ITER fusion project is even worse than publicized

ITER is a multi-decade PHD and engineering make work project with the cover story of trying to solve nuclear fusion power generation.

Ghostbuster Dr. Raymond Stantz: Personally, I liked the university. They gave us money and facilities, we didn’t have to produce anything! You’ve never been out of college! You don’t know what it’s like out there! I’ve WORKED in the private sector. They expect *results*.

ITER is not the private sector.

Steven Krivit at New Energy Times describes how it will fall short of its power generation goals. The $22 billion project will then likely fail in its purpose of proving net power gain for Tokomaks at near utility scale.

This is similar to the prior article where we found that the over budget and delayed and failing California high speed rail will now need to spend about $10 billion more and take a few more years to build a 13.5 mile tunnel if it were to ever achieve its purpose.

The ITER project aims to make the long-awaited transition from experimental studies of plasma physics to full-scale electricity-producing fusion power stations. The ITER fusion reactor has been designed to produce 500 megawatts of output power for around twenty minutes while needing 50 megawatts to operate. Thereby the machine aims to demonstrate the principle of producing more energy from the fusion process than is used to initiate it, something that has not yet been achieved in any fusion reactor.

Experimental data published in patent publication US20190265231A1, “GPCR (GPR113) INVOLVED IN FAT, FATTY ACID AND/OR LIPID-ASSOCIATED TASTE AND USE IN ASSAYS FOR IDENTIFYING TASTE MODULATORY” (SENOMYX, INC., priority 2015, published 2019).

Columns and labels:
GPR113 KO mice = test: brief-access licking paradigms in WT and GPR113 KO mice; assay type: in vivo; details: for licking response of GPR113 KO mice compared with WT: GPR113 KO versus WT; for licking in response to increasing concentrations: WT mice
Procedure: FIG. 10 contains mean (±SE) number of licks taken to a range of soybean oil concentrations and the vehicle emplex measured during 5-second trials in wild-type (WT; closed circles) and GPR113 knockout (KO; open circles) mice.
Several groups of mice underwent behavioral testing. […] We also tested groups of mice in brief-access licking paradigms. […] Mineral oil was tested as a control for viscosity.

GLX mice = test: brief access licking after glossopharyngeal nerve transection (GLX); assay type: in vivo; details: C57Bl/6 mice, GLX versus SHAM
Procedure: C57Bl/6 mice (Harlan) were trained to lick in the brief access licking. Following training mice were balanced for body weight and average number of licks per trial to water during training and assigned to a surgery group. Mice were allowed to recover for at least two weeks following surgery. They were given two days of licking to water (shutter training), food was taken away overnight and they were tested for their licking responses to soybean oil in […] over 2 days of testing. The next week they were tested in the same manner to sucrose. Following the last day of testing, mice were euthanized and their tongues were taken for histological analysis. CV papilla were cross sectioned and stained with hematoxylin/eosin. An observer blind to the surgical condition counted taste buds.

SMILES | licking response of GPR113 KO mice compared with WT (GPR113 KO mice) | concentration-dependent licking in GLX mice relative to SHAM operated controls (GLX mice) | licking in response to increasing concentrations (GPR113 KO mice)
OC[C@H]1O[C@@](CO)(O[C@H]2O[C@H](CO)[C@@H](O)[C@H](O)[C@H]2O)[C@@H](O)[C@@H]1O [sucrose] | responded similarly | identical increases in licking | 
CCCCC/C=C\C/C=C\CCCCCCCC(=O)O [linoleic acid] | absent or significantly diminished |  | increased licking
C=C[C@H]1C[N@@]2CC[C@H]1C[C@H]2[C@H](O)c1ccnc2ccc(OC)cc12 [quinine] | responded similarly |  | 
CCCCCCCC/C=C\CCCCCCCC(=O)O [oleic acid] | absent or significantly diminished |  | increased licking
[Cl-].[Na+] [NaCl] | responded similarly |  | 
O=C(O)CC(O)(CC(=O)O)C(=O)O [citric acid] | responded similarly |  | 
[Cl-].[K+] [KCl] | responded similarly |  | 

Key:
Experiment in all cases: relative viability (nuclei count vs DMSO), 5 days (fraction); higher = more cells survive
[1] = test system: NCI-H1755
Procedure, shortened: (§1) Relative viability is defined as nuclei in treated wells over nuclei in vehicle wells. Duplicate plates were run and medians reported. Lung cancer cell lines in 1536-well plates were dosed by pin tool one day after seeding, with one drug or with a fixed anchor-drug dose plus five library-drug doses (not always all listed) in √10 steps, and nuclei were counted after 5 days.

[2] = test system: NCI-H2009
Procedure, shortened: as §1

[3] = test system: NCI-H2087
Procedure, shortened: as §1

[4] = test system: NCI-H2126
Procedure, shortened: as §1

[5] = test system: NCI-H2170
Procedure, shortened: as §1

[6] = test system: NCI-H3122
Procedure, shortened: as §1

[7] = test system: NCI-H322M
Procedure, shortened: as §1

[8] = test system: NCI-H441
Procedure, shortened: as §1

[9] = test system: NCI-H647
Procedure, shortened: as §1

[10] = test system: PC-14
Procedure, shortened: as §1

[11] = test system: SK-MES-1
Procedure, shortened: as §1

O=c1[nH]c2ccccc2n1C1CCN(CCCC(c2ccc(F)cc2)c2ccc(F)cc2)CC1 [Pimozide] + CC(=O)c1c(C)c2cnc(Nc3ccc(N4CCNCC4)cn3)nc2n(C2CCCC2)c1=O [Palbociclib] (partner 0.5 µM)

Krivit indicates that it will produce 200 megawatts or less.

Construction of the ITER Tokamak complex started in 2013 and the building costs are now over US$14 billion as of June 2015. The facility is expected to finish its construction phase in 2021 and will start commissioning the reactor that same year and initiate plasma experiments in 2025 with full deuterium–tritium fusion experiments starting in 2035. If ITER becomes operational, it will become the largest magnetic confinement plasma physics experiment in use with a plasma volume of 840 cubic meters, surpassing the Joint European Torus by almost a factor of 10. The first commercial demonstration fusion power station, named DEMO, is proposed to follow on from the ITER project.

This translate to – we want 3 to 4 generations of tens of thousands of physicists and engineers to have jobs.

They hope for vastly improved superconducting magnets to make the designs ten times smaller and more efficient. But 30-60 tesla magnets make all kinds of other nuclear fusion designs viable.